Get to know your body through a better understanding of your anatomy and find the answers to some of your most common questions.
If you find yourself wondering if you’re a virgin or not, we’re here to tell you that only you can determine that for yourself. You are the one who defines what sex means to you, what your first time entails, and whether or not the term virginity works for you at all.
Spoiler alert: Virginity is a social construct and not a medical term. So let’s break it down and debunk it together.
The link between hymens and virginity is one of the oldest myths, even though medical institutions and doctors around the world have repeatedly refuted the accuracy of virginity tests.
You can trace almost every restriction put on women in our part of the world to the concept of virginity.
It's a word used to refer to a woman who's had no sexual relations, and it is mistakenly characterized as an intact hymen.
We repeat: Virginity is NOT a medical or scientific term, and your hymen is not an indication of your sexual activity.
The hymen is a remnant, elastic tissue inside the opening of the vagina that’s left over from how the vagina forms during embryonic development. The hymen doesn't serve any known or vital function for the body. The most common myth about it is that it remains “intact” until it’s broken during vaginal penetration. This, however, is inaccurate. Hymens don't just break; rather, they stretch due to their elasticity. Some women's hymens stretch due to physical activity, others don't tear at all during sex, and in very rare cases some women are born without one.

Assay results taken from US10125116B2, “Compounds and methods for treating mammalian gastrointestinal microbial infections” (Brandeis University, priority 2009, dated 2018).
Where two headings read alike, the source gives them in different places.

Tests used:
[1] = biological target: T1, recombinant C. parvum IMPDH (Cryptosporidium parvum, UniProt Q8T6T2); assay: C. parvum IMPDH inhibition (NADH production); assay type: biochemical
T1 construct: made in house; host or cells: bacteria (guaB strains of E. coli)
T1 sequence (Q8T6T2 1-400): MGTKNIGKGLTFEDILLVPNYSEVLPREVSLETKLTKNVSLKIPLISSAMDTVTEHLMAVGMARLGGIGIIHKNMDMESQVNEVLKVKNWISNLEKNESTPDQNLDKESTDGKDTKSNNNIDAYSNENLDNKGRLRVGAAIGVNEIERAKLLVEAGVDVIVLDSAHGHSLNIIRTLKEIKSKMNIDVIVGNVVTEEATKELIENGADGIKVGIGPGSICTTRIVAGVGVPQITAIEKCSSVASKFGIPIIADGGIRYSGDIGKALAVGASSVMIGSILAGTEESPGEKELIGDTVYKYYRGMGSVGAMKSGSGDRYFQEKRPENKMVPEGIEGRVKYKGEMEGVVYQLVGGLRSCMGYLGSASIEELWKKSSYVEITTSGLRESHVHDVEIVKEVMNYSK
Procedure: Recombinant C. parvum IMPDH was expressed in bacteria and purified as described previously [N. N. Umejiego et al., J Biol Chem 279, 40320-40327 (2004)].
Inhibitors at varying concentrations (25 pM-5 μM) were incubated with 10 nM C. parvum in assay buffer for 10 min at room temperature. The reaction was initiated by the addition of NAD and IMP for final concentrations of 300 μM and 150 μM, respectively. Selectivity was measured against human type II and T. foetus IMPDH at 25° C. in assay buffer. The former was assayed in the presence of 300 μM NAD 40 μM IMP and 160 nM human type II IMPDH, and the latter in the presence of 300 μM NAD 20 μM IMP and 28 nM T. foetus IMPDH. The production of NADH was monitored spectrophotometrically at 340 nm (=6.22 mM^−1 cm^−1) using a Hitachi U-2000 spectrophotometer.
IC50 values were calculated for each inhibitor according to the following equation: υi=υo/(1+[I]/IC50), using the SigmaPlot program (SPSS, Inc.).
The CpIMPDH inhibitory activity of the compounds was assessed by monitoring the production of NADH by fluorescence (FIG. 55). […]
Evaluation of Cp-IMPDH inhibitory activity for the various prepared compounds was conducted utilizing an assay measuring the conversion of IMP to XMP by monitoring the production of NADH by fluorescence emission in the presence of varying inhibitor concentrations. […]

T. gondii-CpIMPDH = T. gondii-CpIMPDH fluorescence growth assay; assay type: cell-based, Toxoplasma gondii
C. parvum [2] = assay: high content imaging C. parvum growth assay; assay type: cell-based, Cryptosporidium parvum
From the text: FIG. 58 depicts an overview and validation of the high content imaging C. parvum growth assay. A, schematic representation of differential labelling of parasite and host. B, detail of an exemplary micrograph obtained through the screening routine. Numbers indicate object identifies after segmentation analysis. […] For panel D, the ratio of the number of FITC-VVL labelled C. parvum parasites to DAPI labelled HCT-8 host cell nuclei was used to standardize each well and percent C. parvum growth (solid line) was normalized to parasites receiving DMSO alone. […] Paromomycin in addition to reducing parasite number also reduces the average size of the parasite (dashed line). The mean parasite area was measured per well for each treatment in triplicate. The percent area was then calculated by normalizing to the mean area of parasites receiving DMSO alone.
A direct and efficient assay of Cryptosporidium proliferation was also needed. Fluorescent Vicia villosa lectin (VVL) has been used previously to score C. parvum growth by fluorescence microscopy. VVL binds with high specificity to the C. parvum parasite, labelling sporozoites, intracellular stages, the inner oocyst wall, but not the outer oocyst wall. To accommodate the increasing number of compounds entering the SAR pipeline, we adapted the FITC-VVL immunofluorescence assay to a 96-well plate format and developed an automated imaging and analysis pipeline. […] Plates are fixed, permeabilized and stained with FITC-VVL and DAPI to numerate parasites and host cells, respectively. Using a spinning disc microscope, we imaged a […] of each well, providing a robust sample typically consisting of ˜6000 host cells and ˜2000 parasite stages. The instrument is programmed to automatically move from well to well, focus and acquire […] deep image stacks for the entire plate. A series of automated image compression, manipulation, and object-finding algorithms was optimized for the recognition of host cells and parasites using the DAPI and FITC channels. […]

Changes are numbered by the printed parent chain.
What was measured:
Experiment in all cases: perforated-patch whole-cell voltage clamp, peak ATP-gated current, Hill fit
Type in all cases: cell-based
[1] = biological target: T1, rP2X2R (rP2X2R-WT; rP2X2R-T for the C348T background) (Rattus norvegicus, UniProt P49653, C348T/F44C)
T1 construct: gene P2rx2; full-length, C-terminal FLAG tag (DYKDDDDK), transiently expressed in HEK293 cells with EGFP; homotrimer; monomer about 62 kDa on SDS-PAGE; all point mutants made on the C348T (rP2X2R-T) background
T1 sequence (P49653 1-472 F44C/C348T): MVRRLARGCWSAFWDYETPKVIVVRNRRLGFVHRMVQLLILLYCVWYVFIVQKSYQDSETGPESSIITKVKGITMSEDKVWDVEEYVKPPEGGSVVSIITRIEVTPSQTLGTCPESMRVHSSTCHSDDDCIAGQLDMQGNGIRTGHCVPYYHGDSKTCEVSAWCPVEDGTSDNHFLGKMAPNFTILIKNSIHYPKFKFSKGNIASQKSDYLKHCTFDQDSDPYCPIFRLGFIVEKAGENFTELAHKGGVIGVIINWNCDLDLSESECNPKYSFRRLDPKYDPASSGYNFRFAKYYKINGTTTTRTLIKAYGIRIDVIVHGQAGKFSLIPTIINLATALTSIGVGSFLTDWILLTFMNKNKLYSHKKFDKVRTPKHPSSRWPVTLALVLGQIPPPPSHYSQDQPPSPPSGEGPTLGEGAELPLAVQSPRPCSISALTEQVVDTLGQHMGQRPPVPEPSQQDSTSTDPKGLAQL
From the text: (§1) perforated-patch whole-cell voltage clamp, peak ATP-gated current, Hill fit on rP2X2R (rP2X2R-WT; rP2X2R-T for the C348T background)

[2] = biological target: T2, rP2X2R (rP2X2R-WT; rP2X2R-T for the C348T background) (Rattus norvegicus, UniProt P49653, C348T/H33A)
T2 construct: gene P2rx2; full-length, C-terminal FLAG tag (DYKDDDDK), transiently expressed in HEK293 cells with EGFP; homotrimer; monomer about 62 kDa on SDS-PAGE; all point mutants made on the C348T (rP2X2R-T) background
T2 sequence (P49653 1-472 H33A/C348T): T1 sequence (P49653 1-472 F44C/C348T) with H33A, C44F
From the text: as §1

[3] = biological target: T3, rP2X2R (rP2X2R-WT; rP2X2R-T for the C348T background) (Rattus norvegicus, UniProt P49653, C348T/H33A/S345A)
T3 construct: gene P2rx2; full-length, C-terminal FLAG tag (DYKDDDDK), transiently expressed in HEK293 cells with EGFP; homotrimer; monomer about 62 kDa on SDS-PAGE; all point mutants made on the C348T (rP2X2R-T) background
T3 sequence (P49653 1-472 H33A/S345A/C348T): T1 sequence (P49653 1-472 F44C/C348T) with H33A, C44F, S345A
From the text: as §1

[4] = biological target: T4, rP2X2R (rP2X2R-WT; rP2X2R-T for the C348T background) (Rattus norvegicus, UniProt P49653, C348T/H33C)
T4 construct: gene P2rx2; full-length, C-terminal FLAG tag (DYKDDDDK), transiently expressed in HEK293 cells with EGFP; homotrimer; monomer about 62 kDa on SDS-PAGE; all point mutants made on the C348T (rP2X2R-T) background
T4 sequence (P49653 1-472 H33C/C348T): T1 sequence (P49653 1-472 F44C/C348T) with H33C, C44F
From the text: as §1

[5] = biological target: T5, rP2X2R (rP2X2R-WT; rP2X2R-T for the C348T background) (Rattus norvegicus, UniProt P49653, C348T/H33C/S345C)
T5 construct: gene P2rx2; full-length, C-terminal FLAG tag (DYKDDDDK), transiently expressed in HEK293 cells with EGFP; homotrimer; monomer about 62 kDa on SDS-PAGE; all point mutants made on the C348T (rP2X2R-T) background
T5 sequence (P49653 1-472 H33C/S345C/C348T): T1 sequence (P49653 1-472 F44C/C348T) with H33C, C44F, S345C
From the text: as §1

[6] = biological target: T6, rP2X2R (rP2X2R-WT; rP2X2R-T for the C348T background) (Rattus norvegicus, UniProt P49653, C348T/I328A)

Hymens can tear during sex or they might rip a bit to make room for the penis, but they can also be elastic enough to handle vaginal intercourse without sustaining any damage. So, in many cases, while sex may alter the appearance of the hymen, it won’t make it disappear. You can read more about the hymen here, "8 Facts You Need to Know about the Hymen".
There's a long-standing tradition wherein women and girls are subjected, or even forced, to undergo virginity testing to assess their virtue, honor, or social value.
There is no such thing as an accurate "virginity test."
The World Health Organization even declared it illegal to perform virginity tests due to the fact that medical examinations cannot accurately reveal a woman's sexual activity.
The absurdity of virginity testing was illustrated in a study conducted on 36 pregnant teenagers. When doctors examined their hymens, they could find clear signs of penetration in only 2 out of 36 girls. If that’s not enough proof that hymens are no indication of virginity, then we have nothing else to say.
Source: Nina Dølvik Brochmann and Ellen Støkken Dahl, “The Virginity Fraud,” Ted Talks, 2018
Furthermore, linking virginity to the hymen means defining sex as purely penis-in-vagina intercourse. However, just like sex means different things to different people, so does virginity.
It is something that only you can define for yourself based on your preferences and choice of sexual activity with your partner. For some, the first time they have sex doesn't necessarily include vaginal penetration but rather other forms of sexual activity, such as oral sex or non-penile vaginal penetration.
Although the concept of virginity holds significant cultural and social importance in Arab communities, it is crucial that we challenge the traditional narratives surrounding virginity to create a better world for women.